You are reading 1 of 2 free-access articles allowed for 30 days
Speaking to the Medical Independent following his presentation at the recent RCSI Cardiology in Sport Conference, the lead author of the study, Prof Sanjay Sharma, Professor of Cardiology, St George’s University of London, UK, said that the risk is confined to people who run or cycle extreme distances over time.
“I am talking about people who were exercising for years,” according to Prof Sharma.
“These individuals had averaged 26 marathons in a lifetime and some had run over 100. The good news is that you have to do a lot to get damage. Current studies that are coming out are saying that if you run more than 12 miles a week at a pace more than 10 minutes a mile, you might be damaging yourself; that is not what our study showed.”
For the study, 170 veteran athletes who were all aged over 40 and who had been exercising competitively for at least 10 years and had no risk factors were screened against a control group of 162 individuals who were of similar age, sex and had the same risk profile.
According to the results, 4.6 per cent of the veteran athletes had atrial fibrillation versus none of the controls. Seven per cent of the veteran athletes had non-sustained ventricular tachycardia versus none of the controls, and 42 per cent of the veteran athletes had plaques on their coronary arteries versus only 23 per cent of controls.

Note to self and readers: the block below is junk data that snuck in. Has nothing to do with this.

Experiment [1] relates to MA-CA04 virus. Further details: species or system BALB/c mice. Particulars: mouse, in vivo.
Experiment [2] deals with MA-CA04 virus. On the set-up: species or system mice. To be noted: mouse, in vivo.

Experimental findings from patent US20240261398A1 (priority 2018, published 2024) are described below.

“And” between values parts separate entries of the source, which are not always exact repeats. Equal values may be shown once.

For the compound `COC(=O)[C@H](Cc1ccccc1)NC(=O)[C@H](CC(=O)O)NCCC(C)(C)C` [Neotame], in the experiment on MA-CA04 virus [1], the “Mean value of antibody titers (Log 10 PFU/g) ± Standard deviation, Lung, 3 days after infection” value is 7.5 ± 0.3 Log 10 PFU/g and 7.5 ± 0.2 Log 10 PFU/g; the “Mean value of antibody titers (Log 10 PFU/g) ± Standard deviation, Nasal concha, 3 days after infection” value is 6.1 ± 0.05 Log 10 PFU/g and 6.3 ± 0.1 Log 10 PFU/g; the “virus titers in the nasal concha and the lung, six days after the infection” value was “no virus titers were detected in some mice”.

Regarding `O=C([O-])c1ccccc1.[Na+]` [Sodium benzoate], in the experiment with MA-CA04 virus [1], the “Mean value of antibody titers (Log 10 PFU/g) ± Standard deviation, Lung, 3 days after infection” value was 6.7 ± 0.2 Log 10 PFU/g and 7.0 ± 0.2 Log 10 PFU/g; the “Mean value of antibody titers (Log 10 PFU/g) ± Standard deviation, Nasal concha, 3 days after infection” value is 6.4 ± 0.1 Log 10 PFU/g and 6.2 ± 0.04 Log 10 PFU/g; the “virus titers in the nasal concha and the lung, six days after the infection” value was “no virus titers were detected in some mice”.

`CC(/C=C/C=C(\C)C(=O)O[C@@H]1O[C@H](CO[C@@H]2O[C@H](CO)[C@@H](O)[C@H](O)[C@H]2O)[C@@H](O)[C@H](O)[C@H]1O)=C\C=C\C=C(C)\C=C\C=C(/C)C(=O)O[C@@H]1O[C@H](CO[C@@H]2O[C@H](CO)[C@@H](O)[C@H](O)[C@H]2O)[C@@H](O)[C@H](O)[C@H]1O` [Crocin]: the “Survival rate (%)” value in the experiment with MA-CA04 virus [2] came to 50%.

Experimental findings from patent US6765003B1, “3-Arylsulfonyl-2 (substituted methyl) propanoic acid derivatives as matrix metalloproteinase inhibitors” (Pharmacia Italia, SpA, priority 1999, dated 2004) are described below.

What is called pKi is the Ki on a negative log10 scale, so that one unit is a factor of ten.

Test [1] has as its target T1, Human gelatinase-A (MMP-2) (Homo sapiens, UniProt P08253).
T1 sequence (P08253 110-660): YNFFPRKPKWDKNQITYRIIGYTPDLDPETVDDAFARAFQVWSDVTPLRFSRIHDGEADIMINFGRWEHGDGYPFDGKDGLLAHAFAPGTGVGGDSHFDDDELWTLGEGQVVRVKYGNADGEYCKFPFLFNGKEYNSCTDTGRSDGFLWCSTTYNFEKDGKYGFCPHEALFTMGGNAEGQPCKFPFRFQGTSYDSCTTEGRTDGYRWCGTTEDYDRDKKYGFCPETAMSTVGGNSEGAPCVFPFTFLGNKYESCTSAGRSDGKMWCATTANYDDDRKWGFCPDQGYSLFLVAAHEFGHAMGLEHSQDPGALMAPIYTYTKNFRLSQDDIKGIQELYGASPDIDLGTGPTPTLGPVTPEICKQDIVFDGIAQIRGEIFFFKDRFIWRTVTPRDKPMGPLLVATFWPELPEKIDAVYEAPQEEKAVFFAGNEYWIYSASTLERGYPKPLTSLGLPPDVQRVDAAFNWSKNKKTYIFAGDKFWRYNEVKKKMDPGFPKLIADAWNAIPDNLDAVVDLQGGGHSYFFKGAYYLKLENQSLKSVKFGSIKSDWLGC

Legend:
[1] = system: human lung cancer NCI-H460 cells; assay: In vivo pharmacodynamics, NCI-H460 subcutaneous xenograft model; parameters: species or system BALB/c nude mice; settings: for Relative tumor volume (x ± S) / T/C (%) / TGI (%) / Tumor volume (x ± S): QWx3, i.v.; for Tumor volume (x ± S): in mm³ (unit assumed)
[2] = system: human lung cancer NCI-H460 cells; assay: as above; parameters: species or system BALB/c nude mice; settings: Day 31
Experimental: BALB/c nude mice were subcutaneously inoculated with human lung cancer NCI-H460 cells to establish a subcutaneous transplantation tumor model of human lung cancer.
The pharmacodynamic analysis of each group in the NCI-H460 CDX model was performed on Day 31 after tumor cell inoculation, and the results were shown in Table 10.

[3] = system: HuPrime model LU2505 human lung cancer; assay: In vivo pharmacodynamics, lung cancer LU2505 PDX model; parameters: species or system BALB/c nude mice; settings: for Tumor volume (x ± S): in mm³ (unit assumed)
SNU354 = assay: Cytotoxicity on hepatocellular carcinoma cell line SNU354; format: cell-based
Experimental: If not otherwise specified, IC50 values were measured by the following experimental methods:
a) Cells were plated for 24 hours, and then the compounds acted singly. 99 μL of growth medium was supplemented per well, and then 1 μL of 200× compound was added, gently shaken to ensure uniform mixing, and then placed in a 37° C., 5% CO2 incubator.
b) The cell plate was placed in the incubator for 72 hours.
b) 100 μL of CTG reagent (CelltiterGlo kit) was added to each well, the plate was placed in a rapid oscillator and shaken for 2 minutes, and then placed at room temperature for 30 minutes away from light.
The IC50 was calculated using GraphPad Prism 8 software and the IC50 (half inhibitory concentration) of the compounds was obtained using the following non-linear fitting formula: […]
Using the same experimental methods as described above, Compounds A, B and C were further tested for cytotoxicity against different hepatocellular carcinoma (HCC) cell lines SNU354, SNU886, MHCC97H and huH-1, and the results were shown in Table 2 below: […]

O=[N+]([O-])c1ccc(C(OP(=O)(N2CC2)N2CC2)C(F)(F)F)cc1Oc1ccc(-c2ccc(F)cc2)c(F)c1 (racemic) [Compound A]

“And if we looked at the relationship between the coronary artery calcification and the amount of exercise, we saw a u-shaped curve, in that people who ran more than 30 miles a week or cycled more than 100 miles a week had the same amount of calcium in their arteries compared to people who did very little,” according to Prof Sharma.
“And the people who had the least amount of calcium were people who were exercising somewhere in between.”
Prof Sharma also pointed out that given the plaques in the arteries of the veteran athletes were extremely calcified, they had a different risk profile than plaques that develop in sedentary individuals.
“It is well recognised that calcified plaques are quite stable; they are least likely to rupture and cause a heart attack. The guys who weren’t exercising very much had a mixture of soft plaques and mixed morphology plaques; they are the ones that are more likely to rupture,” he said.
“So although these athletes are getting some kind of inflammatory response in their arteries, the healing process seems to be quite different and it may be, although they get increased plaques, the fact that they are calcified may mitigate the risk.”
In spite of the results, Prof Sharma stressed that people who exercise regularly reduce their risk of a heart attack by 50 per cent in their 50s and 60s, and they live at least three years longer than people who do not exercise.